Gillianne Griffiths brings a highly disciplined and unique approach to all design challenges, having worked in diverse creative fields as a concert pianist, music director and interior designer. The elegant and harmonious nature of Griffiths’ compositions translate naturally from her musical background, resulting in simple, modern, livable spaces. Griffiths is the creative director of Studio Griffiths, a Melbourne-based Interior Architecture and Design practice, founded in 2014. The young studio is already celebrated: they’ve been shortlisted for major awards such as the Idea Awards 2017 and the Australian Interior Design Awards 2018.
What made you decide to launch your own practice?
I began my career as a professional musician and was a music director for years but always had a huge passion and interest in architecture and design, so that led me naturally to studying design and eventually launching my own practice.
What is the biggest, unexpected challenge you face as an interior designer?
Time management – I just find there are not enough hours in a day to balance the relentless deadlines and it’s tough to be a designer and business owner as you get pulled in so many directions all day! Managing client expectations are also a challenge – high expectations versus timeline and working within a budget can give you one big headache! However, the hardest challenge for me when you’re so busy is to try and stay on top of the latest trends. My design style is elegant, sophisticated and timeless so I find it challenging to stay true to this whilst being completely bombarded by social media. Whilst it’s important to stay on top of trends it’s equally important to know how to tastefully execute them that is synonymous to your style.
What did you learn as a professional musician that helped you most as an interior designer?
Communication, listening and feeling. Music is a form of communication and has much in common with language – the two are almost inseparable as ingredients in any musical form. Like music, design is a creative process that involves combining compositions of shape, form and rhythm to produce a harmonious outcome. There are also many qualities in the language of music that are resonant in design – for me the two disciplines go hand in hand. Composition, shapes, rhythm and form are used to create harmony in music as they are in design. Music and walking into any space draw upon our senses – it is about listening, feeling and creating a mood.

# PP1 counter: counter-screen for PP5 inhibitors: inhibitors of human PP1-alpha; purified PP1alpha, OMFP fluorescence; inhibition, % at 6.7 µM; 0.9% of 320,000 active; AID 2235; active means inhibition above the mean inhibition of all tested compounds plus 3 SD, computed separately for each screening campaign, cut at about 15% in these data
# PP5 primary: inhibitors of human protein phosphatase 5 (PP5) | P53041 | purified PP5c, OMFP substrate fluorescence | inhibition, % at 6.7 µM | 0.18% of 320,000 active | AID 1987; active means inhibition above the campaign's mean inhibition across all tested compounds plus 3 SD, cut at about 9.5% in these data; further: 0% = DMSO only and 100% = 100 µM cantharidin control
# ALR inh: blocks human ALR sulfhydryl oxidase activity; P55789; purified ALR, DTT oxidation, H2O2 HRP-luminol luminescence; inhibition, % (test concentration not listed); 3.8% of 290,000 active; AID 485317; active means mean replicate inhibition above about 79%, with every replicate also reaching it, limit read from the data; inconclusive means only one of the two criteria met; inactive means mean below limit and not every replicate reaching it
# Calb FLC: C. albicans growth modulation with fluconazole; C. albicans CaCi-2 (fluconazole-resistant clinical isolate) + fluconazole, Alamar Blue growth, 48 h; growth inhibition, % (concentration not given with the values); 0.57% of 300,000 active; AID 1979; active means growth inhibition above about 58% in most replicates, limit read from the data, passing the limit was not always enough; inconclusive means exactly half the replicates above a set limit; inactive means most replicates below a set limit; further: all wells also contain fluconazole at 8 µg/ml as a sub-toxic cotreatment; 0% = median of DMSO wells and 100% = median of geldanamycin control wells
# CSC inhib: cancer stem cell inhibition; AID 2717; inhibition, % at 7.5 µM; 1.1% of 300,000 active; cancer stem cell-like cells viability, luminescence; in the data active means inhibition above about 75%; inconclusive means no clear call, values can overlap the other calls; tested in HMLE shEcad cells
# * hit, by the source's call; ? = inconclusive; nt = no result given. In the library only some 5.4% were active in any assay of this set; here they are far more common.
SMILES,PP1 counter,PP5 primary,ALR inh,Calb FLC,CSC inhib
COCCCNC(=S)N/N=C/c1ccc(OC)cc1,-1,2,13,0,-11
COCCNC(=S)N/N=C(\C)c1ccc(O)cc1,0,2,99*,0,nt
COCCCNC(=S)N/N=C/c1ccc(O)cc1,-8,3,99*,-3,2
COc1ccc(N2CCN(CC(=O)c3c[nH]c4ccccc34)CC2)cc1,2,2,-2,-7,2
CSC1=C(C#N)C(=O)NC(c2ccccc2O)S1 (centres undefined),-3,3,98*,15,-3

I love Melbourne and most Melburnians who love their city are generally happy. Melbourne also has a really strong arts and music scene and there is always a lot happening from visual arts, performance, live music, design and it’s getting better and better!
If you could design for anyone, who would you want to design for?
Sarah Jessica Parker – I mean, can you just imagine that WIR and shoe closet design?
Is there an architect who has changed the way you work?
I love so many but the minimalist and pure aesthetic of Vincent Van Duysen’s work really resonates with me. From his choices and execution of materiality, limited colour, wonderful use of texture – all his spaces just emanate calm and understated luxury!
If you had to pick, who is the most exciting interior designer working today?
Loving the work of Richards Stanisich (Kirsten Stanisich and Jonathan Richards). I also love David Flack’s work (too much colour for me) but his work is very exciting!
Are there any materials you particularly like to work with?
Wood, Concrete & Terrazzo. I am particularly drawn to natural materials such as stone and wood. I also have a great focus toward sustainability and the structural integrity of a building or interior. Therefore, my selections of materials will always gravitate to timelessness, sustainability and practicality.
Harvest time tracking software – changed my life!
Best design-oriented holiday destination?
New York and Milan
Best vista in Australia?
Cradle Mountain, Tasmania – I’m an avid skier so I naturally gravitate to mountains!
Worst blight in Australia?
That monstrosity we call the Crown Casino
What books do you have on your bedside table?
Just finished reading ‘Brave’ by Rose McGowan – totally amazing!
Is there an artwork you have come across that has inspired your practice?
‘Nature Hesitate’ by Sophia Szilagyi hangs proudly in our office. I love how she romanticises with nature and I certainly gravitate to her dark and moody melancholy which strangely enough I find very calming.
What in an upcoming project that excites you?
Currently on the drawing board and a wonderful opportunity is an exciting multi-res project in Armadale.
If we learn something new every day, what is the last thing you learnt?
Focus on the achievable goals and reward yourself for small milestones, and provide yourself with room to learn from any mistakes.
Gillianne Griffiths – Creative Director & Interior Designer
Studio Griffiths – www.studiogriffiths.com.au – 1300 788 436